Author Bio: Paul Stansbury is a life long native of Kentucky. He is the author of “Down By the Creek – Ripples and Reflections” and “Little Green Men?” His stories have appeared in a number of print anthologies as well as a variety of online publications. Now retired, he lives in Danville, Kentucky.


By Trinity

Miss Tedder’s arm ached. But she bore it with a mixture of stoicism and grim satisfaction; the girl had deserved a slippering, and Miss Tedder had administered a thorough punishment. With a faint nostalgia for the days when children could be struck with impunity before the local education authority poked its nose into the affairs of religious schools, Miss Tedder crossed the path that led from the schoolyard to the church next door.

It was a beautiful building, served faithfully by brothers from the Franciscan order, but Miss Tedder was blind to earthly aesthetics; she sought the comfort and justification of the confessional box, and this morning she had felt that need keenly.

The curtain to the confessional was drawn back; she had timed it right, then! She could unburden herself right away, and be back before the lunch break was over. Settling into place with a grunt, she glanced through the ornate metal grill that separated her from the brother hearing her confession. The church was dimly lit, and her eyes weren’t what they once were, but Miss Tedder had no preferred confessor. Absolution was what she sought.

She murmured the confessional words rapidly, in a perfunctory tone that betrayed no thought for their meaning; “Forgive me father, for I have sinned.” They were a formula, an incantation that was necessary to sanction her actions and bring self-justification.

She shared what she had come to say, confident that the brother would agree with her, and enable the hatred that flowed through Miss Tedder, the absence of compassion that she miscalled discipline.

“She is a difficult child. Quiet, always watching me. Most insolent!”

She continued her tirade against the twelve-year-old girl she had just beaten, for having the temerity to attend school with a button missing from her blouse. The child was slovenly, a reflection of her dissolute family. Her father wasn’t even a Catholic! Miss Tedder had dug out all tough roots remaining from the place where her heart should be and felt no hypocrisy when she lied to herself that her hatred of the child had no sectarian basis.

The child was always watching from her large dark eyes. Plain spinsterish Miss Tedder felt the sting of judgement. She had dragged the girl to the toilets once, ordering her to wash the disgusting eye makeup from her face. The child had obeyed, crying that she didn’t have any makeup. The dark ring around her lashes could not be scrubbed away. Miss Tedder thought of this but said nothing. She waited, impatient for absolution, but her confessor was silent.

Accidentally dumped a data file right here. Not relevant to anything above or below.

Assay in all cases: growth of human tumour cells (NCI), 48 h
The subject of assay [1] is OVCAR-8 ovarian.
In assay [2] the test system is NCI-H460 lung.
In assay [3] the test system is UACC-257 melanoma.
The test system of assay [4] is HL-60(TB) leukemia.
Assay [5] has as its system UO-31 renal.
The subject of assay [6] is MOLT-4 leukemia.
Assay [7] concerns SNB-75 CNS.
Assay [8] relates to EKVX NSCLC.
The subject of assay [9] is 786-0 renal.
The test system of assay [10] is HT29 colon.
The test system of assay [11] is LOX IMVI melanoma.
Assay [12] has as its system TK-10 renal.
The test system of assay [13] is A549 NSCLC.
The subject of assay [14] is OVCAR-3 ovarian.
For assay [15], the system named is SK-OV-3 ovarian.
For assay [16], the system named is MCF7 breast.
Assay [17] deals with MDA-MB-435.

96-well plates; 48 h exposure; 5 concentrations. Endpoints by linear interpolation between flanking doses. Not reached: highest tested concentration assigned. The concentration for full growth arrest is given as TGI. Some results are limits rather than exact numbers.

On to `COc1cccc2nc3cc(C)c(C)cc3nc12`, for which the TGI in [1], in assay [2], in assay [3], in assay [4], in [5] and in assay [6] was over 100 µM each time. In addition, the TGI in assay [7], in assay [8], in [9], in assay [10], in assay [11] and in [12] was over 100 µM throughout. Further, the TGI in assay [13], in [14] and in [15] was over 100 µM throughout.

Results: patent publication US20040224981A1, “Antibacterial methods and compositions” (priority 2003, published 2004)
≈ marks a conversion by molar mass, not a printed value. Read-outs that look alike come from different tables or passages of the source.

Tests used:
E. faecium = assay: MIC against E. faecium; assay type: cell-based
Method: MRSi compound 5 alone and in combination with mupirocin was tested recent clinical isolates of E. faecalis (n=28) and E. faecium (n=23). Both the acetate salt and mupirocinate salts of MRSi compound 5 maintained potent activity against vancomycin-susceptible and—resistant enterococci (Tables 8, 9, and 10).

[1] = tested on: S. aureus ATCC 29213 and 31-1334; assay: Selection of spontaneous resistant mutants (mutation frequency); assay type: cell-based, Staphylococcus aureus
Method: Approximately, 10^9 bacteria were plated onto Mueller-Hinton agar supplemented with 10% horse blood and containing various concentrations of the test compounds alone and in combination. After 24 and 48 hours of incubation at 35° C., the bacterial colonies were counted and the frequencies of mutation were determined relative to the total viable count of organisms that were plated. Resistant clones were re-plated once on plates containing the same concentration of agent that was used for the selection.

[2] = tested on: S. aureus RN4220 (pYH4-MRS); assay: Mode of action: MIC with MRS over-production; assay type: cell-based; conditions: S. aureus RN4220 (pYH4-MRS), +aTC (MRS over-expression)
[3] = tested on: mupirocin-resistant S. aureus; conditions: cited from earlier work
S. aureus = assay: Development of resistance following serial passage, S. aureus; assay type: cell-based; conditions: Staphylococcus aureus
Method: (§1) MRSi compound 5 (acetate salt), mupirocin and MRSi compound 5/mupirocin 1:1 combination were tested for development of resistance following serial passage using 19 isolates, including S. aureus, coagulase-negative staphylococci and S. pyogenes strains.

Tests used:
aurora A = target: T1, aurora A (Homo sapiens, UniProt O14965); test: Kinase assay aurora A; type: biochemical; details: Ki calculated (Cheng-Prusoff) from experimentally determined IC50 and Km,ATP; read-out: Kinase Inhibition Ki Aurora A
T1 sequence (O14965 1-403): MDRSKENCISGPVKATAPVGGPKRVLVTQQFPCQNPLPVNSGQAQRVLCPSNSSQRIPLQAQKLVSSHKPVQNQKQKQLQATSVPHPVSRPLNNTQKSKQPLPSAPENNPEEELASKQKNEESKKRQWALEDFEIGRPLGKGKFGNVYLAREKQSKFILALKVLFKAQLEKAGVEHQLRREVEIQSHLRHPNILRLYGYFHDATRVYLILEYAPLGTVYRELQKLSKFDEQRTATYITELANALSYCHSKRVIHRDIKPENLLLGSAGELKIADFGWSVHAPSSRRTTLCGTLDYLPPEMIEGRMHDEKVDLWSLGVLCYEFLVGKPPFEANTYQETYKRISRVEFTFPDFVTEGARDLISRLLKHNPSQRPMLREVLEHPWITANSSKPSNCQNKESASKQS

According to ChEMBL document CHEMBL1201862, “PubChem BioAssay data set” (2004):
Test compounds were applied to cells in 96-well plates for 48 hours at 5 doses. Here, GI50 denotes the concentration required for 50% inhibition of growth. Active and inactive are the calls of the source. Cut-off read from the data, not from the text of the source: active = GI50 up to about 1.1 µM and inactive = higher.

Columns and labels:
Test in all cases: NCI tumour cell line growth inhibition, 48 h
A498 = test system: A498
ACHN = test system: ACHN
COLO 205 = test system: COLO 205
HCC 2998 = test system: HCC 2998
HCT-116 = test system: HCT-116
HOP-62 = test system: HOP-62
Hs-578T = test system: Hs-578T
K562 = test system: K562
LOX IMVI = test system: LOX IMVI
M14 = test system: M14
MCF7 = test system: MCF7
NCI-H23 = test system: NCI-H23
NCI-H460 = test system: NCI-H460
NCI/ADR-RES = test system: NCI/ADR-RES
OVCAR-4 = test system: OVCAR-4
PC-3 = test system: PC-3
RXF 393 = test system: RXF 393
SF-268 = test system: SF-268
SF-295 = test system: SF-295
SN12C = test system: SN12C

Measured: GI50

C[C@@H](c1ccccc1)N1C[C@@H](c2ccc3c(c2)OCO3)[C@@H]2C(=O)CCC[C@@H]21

From across the courtyard, Miss Tedder heard the school bell herald the end of lunch; she had tarried too long, and her need was met. Perhaps confession hadn’t been necessary; the brother had given her no penance, no act of contrition. He understood and approved her actions!  Miss Tedder rose from the wooden bench, polished by generations of sinful backsides, and hurried back towards the school, where no doubt the children were making the most of her absence.

As she opened the door to leave the church, a sombre-habited figure emerged from a side door. Brother Everard returned to the confessional box, tea in hand. He called to Miss Tedder but she had already left the church. Perhaps it was a sin, but Brother Everard smiled and allowed himself a quiet sigh of relief.

Author Bio: Trinity has no social media presence but is grateful for the opportunity to share stories online.

The Unimagined

By Margaret McGoverne

Meghan was five, and she was cross. Mummy and daddy wouldn’t play with her as much as they used to, and she was in her playroom alone for longer and longer. Mummy and daddy shouted a lot, and mummy often cried.  She had crept downstairs yesterday to see them, but daddy saw the door move and pounced on Meghan, smacking her legs and sending her upstairs. “Only naughty girls spy on their parents!” he said.

Meghan’s playroom was in the attic; it was light and bright, but apart from her dolls and books it wasn’t really a playroom. There was a big brass bed for their occasional visitors but it was Meghan’s retreat now, her haven from her parents’ disputes.

She sat on the rug in front of the cold fireplace; her dolls were asleep, their long-lashed plastic eyes closed. The afternoon sun streamed through the windows, bathing Meghan in warmth. Her parents’ voices were a dull muffle that made her sleepy; she lay down on the rug and slept, thumb in mouth, although mummy said she shouldn’t.

Her nap was short, for the sun still warmed her when she awoke. She rubbed her eyes and pulled her thumb from her mouth – sitting on the bed were two figures Meghan had never seen before.

“Who are you?” she asked, and they smiled at her, although not at each other.